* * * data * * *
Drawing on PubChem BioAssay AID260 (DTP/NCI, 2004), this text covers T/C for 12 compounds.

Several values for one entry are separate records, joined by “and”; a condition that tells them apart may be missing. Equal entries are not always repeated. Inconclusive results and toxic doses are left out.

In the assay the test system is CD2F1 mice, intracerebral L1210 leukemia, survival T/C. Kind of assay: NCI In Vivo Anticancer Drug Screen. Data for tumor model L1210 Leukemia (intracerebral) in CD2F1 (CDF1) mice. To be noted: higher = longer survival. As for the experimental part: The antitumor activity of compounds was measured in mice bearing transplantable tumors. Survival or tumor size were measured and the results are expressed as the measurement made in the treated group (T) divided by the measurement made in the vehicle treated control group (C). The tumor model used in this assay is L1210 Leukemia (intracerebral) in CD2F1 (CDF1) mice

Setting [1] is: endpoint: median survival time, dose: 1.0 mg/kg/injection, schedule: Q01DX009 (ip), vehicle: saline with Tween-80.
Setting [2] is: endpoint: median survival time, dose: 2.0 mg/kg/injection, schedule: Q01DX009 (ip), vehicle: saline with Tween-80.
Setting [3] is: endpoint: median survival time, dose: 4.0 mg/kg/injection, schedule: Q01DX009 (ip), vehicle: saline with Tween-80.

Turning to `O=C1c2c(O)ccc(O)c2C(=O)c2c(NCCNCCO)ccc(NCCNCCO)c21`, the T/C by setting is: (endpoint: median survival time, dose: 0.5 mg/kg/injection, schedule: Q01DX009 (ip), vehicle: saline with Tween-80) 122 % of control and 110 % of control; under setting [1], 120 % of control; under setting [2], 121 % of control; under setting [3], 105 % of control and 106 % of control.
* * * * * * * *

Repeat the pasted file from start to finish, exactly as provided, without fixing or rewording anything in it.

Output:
Drawing on PubChem BioAssay AID260 (DTP/NCI, 2004), this text covers T/C for 12 compounds.

Several values for one entry are separate records, joined by “and”; a condition that tells them apart may be missing. Equal entries are not always repeated. Inconclusive results and toxic doses are left out.

In the assay the test system is CD2F1 mice, intracerebral L1210 leukemia, survival T/C. Kind of assay: NCI In Vivo Anticancer Drug Screen. Data for tumor model L1210 Leukemia (intracerebral) in CD2F1 (CDF1) mice. To be noted: higher = longer survival. As for the experimental part: The antitumor activity of compounds was measured in mice bearing transplantable tumors. Survival or tumor size were measured and the results are expressed as the measurement made in the treated group (T) divided by the measurement made in the vehicle treated control group (C). The tumor model used in this assay is L1210 Leukemia (intracerebral) in CD2F1 (CDF1) mice

Setting [1] is: endpoint: median survival time, dose: 1.0 mg/kg/injection, schedule: Q01DX009 (ip), vehicle: saline with Tween-80.
Setting [2] is: endpoint: median survival time, dose: 2.0 mg/kg/injection, schedule: Q01DX009 (ip), vehicle: saline with Tween-80.
Setting [3] is: endpoint: median survival time, dose: 4.0 mg/kg/injection, schedule: Q01DX009 (ip), vehicle: saline with Tween-80.

Turning to `O=C1c2c(O)ccc(O)c2C(=O)c2c(NCCNCCO)ccc(NCCNCCO)c21`, the T/C by setting is: (endpoint: median survival time, dose: 0.5 mg/kg/injection, schedule: Q01DX009 (ip), vehicle: saline with Tween-80) 122 % of control and 110 % of control; under setting [1], 120 % of control; under setting [2], 121 % of control; under setting [3], 105 % of control and 106 % of control.